Stroke drug could be more widely used to clear brain blood clots

Scientists say their study confirms that the drug alteplase consistently aids recovery for stroke patients.

By Brooks Hays

EDINBURGH, Scotland, April 9 (UPI) -- Previously, doctors have been wary of administering a blood clot-clearing drug called alteplase to stroke patients whose brain scans show tissue damage. But a new study suggests the drug is beneficial and safe for most patients, and that tissue damage likely doesn't represent an increased risk of bleeding.

Bleeding inside the brain can prove fatal, so naturally doctors are reluctant to thin the blood of patients with possible brain tissue damage. Research by doctors at the University of Edinburgh, however, shows that alterplase doesn't increase a patient's risk of suffering a bleed, even if there's evidence of tissue damage on their MRI results.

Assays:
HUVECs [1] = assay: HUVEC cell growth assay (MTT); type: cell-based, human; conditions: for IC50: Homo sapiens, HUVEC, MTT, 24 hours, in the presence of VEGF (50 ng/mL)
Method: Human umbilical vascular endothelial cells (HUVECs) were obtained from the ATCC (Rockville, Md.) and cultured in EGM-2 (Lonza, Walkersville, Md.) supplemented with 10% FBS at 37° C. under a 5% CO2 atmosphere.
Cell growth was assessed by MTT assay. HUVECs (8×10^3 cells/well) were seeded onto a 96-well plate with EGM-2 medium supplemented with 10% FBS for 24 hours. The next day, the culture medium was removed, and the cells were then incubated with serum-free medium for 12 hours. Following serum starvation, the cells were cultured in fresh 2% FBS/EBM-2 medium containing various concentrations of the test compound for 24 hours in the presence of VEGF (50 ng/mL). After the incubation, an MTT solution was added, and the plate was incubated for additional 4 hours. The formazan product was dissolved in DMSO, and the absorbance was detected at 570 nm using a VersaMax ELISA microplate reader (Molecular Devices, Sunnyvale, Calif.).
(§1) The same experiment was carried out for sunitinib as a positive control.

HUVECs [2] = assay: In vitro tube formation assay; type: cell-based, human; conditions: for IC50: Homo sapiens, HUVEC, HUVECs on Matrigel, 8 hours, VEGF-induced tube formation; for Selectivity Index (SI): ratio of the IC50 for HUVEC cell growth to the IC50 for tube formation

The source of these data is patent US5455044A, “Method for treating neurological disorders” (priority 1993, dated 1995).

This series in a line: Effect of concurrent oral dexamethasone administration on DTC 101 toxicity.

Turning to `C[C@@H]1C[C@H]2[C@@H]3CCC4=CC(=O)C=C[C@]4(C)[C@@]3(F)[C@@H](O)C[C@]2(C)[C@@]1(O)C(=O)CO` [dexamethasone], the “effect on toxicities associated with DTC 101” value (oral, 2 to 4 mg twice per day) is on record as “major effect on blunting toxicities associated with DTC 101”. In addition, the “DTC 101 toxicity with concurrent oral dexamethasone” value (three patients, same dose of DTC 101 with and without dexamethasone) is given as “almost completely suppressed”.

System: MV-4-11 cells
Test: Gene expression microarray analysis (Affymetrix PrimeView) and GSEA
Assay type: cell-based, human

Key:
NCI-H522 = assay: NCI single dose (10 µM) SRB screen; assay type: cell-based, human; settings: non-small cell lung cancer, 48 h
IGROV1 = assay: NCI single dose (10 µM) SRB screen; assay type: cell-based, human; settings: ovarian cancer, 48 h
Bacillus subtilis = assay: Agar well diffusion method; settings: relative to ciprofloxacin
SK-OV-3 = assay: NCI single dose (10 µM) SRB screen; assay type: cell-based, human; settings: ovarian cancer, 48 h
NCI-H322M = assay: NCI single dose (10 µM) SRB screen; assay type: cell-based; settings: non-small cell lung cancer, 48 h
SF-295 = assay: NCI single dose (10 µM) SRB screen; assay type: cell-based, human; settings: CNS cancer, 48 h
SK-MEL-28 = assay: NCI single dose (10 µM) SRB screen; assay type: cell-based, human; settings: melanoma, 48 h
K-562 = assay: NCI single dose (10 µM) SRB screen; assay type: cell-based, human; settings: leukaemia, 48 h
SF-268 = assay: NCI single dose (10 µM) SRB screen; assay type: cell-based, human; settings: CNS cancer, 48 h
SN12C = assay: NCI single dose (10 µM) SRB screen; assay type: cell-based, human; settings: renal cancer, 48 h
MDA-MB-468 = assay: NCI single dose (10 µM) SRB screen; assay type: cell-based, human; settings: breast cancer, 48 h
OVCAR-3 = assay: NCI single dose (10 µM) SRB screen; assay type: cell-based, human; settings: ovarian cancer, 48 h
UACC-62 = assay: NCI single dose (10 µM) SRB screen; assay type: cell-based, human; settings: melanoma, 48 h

While patients who exhibit signs of tissue damage are still less likely to make a full recovery, alterplase consistently aids recovery and is, in most cases, worth prescribing -- according to the results of the new study.

The study showed that only when patients show multiple signs of an increased bleeding risk should doctors consider withholding alterplase. For patients who showed old tissue damage from other diseases as well as signs of a fresh blood clot, just 14 percent proved more likely to suffer a hemorrhage after receiving alteplase.


"Bleeding in the brain is the main side effect of alteplase, so if we can avoid that hazard, then patients are more likely to benefit," said study author Joanna Wardlaw, professor at Edinburgh's School of Clinical Sciences.

The analysis was made possible by a clinical study involving some 3,000 stroke patients who were administered alteplase. The results were detailed in two studies published in the most recent issue of the journal Lancet Neurology.

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